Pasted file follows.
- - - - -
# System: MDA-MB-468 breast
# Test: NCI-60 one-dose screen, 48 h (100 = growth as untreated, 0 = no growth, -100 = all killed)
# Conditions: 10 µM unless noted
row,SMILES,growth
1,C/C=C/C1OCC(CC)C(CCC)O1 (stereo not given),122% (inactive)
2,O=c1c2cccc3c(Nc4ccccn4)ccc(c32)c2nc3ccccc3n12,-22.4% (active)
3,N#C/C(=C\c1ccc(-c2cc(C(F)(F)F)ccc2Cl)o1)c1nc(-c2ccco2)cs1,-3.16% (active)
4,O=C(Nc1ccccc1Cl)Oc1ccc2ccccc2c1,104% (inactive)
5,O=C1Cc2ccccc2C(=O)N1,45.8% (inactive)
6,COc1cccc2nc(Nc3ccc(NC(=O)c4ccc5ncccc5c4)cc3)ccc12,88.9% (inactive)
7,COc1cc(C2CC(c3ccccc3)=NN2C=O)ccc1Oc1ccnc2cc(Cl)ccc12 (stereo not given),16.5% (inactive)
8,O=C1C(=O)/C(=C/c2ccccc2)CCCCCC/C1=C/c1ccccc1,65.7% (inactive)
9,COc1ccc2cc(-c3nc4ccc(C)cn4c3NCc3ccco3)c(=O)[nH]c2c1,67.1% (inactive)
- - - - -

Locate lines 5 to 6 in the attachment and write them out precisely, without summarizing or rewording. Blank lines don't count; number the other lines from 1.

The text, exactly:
1,C/C=C/C1OCC(CC)C(CCC)O1 (stereo not given),122% (inactive)
2,O=c1c2cccc3c(Nc4ccccn4)ccc(c32)c2nc3ccccc3n12,-22.4% (active)